Russian musicians who were born in 1940

Here are 5 famous musicians from Russia were born in 1940:

Veniamin Smekhov

Veniamin Smekhov (August 10, 1940 Moscow-) also known as Venyamin Smekhov, V. Smekhov, Veniamin Borisovich Smekhov, Вениами́н Бори́сович Сме́хов or Benjamin Smekhov is a Russian actor. He has two children, Alika Smekhova and Elena Smekhova.

His albums include .

One of Veniamin Smekhov's most famous roles was in the Soviet-era film "The Straw Hat" (1974), directed by Mikhail Kalatozov. He also starred in numerous other films and TV shows throughout his career, including the popular Russian crime drama "The Brigade" (2002-2003). In addition to his acting career, Smekhov is also a trained musician and singer, and has released several albums of Russian folk songs. He has received numerous awards for his contributions to Russian cinema and culture, including the prestigious Order of Merit for the Fatherland.

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Vyacheslav Artyomov

Vyacheslav Artyomov (June 29, 1940 Moscow-) otherwise known as Artyomov, Vyacheslav Petrovich, V. Artemov, V. Artyomov, Vyacheslav Petrovich Artyomov or Вячеслав Петрович Артёмов is a Russian film score composer, composer and musician.

Discography: Invocations (Mark Pekarsky Percussion Ensemble).

Artyomov was born in Moscow and began his music education at the Moscow Conservatory, where he studied composition under Tikhon Khrennikov. He later continued his studies at the Gnessin State Musical College and the Moscow Tchaikovsky Conservatory. Artyomov is a renowned composer, known for his unique style of creating soundscapes that are both mystical and spiritual. His compositions often draw inspiration from ancient Russian traditions and religious themes, and have won numerous awards including the State Prize of Russia in 1995. Artyomov is also a member of the Russian Federation of Electronic Music and is considered one of the pioneers of electronic music in Russia. Beyond music composition, he has also contributed to Russian cinema, producing scores for films such as "The City is Behind Us" and "The House that Swift Built".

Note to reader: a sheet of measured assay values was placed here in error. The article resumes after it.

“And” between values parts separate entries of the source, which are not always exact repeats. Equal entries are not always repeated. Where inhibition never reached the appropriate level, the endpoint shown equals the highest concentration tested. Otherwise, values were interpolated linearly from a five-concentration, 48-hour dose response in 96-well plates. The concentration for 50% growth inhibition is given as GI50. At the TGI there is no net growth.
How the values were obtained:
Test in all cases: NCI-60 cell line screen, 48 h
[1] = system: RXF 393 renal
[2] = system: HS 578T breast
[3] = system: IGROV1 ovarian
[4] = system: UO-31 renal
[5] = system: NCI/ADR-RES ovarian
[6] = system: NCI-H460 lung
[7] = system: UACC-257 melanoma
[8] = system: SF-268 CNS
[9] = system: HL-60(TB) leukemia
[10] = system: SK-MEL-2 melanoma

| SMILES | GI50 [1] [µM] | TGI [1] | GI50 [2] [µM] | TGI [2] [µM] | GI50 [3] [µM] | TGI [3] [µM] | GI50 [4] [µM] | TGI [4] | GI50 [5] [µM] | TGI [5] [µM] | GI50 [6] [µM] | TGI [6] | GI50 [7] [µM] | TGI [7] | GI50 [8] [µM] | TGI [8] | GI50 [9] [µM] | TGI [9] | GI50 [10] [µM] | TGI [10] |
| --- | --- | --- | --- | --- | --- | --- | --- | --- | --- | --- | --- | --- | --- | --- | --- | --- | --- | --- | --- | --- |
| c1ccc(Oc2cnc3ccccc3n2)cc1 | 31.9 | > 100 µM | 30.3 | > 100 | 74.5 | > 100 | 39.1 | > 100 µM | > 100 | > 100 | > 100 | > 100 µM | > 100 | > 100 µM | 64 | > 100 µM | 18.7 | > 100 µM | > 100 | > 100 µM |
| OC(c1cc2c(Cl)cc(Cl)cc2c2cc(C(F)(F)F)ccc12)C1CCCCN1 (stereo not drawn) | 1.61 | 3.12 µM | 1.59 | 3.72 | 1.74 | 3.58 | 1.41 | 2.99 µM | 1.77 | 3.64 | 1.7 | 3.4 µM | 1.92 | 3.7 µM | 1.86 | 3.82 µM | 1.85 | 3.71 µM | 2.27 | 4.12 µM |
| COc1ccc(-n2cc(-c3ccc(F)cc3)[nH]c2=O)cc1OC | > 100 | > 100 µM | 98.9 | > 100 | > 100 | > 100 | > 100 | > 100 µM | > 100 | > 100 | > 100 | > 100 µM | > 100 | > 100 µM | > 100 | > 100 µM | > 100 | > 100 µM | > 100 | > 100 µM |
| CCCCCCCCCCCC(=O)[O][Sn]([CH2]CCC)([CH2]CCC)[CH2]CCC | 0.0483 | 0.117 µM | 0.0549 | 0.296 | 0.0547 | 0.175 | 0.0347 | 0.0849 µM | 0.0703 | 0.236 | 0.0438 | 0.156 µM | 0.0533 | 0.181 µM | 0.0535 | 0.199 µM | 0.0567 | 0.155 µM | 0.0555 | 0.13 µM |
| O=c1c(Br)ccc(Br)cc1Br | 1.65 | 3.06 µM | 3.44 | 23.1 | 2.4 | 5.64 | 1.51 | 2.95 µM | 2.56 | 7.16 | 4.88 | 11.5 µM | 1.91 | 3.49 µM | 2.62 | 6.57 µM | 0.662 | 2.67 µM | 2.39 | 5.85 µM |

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Nina Shatskaya

Nina Shatskaya (March 16, 1940 Moscow-) also known as Nina Sergeievna Shatskaya is a Russian actor. Her child is called Denis Zolotukhin.

Genres: Jazz and Romance.

Nina Shatskaya began her acting career at the Central Children's Theatre in Moscow, where she played various roles in children's plays. She later joined the Moscow Art Theatre, where she honed her craft and gained recognition for her performances. Shatskaya became a popular actor on both stage and screen, appearing in numerous films, TV shows, and theater productions.

Apart from acting, Shatskaya was also a talented singer, known for her performances in jazz and romantic genres. She has released several albums over the years, featuring some of her most beloved songs.

Despite her success, Shatskaya remained a humble and down-to-earth person, known for her kind and generous nature. She was also a devoted mother, raising her son Denis Zolotukhin to become an accomplished actor, like his mother.

Today, Nina Shatskaya is regarded as one of the most talented and influential actors of her generation in Russia. Her legacy continues to inspire new generations of actors, singers, and artists.